Unlike American Dirt, this novel—which reduces to a qualified endorsement of straying from one’s lane—was met with acclaim. An indisputable factor of this divergence is the superiority of Asymmetry’s writing. The characterization is more credible, the edifice of the text fuller. Halliday’s world-building is self-aware, self-critical. Alice writes to challenge her own powers of invention, imagining herself into an entirely unfamiliar life.
Yet the criticism of American Dirt extends past quality—it is about authorship. Cummings stands accused of taking space from Latinx writers who are more qualified to represent the characters in her novel. In these terms, Halliday commits the same sins as Cummings. In this rendering, the argument against American Dirt demands that novels correspond to things as they are. Firsthand experience injects reality into the world of the novel, providing hard-earned credibility to the authorial voice. We can rest assured that the depiction is “responsible” because it is of the writer’s world, art reflecting life.
This desire for convergence between author and background presupposes that these writers portray their context more accurately. Halliday’s diffusion of authorship challenges the very premises of the debate. It is an illusion that exaggerates the distance an author can close in her writing. Halliday’s identity fades into the background as readers encounter one fully realized piece of fiction inside another.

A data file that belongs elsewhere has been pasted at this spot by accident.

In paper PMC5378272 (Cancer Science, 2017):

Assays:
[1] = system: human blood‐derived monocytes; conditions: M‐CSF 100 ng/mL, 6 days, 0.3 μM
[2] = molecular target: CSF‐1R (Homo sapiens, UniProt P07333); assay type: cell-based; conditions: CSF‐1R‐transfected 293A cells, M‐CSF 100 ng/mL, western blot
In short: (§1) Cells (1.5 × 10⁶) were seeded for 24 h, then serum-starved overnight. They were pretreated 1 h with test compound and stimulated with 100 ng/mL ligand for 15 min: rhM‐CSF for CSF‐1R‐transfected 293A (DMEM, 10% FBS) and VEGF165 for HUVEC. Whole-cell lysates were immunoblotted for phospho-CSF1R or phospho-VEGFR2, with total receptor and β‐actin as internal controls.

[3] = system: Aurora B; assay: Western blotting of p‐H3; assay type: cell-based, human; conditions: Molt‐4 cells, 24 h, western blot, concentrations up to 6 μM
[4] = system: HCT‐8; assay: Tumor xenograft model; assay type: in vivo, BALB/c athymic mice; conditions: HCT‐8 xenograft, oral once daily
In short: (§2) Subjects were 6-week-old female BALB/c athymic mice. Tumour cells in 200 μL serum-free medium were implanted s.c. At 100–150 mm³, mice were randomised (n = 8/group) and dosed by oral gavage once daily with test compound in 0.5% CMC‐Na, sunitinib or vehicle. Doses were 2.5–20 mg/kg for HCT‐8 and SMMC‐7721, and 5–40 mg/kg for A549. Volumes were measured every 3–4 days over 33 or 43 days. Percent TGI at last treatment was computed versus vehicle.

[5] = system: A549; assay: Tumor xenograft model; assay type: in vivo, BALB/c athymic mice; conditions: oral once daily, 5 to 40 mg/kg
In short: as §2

The problem with American Dirt is not its quality. Nor its author. The misdeed is a betrayal of fiction’s most central self-conceptions. Fiction does not claim to be true because it accurately represents the world as it exists. If that were the goal, we would be better off reading anthropological studies or biographies. The truth of good fiction is generated by the reality we find on the page, in the rigor and coherence of the author’s craft.
In the case of American Dirt, the writing falls short of this truth. It fails to imbue the characters with internal complexity. It fails to interrogate the premises of its plot or the assumptions of its world. Cummings’ book is not racist because it extends beyond the author’s experience. It is racist by diminishing the very people it purports to uplift, in failing on its own terms to elevate itself to truth. Halliday succeeds where Cummings fails because Halliday meets the demands of empathy and imagination that such a project requires. More than coherence, she offers dimension. Writing outside of experience and without depth is more than futile. It is harmful.
None of this is to say that the solution is a better book about Mexico by a white author. It is to instead propagate precision in our dissent. The danger of throwing money at Cummings is not in her whiteness, or in her relationship with the subject matter. It is in the arrogance with which she approaches difference.
Uncoupling identity from authority is a vote of confidence in authors of color. They do not need the protection of cordoned-off material or zoned literary geography. What these writers need instead is recognition of their writing as the products of skillfully plied craft. If large publishing houses are incapable of completing this function, then it is time to rethink decision-making power in our literary world. By these lights, the great villain of this story is not Cummings. It is Macmillan.
We must advance this conversation past identity to center on the gatekeepers of our written culture, to truly interrogate how it is formed. We undertake this challenge not to prioritize representation over quality, but because with American Dirt we have sacrificed both.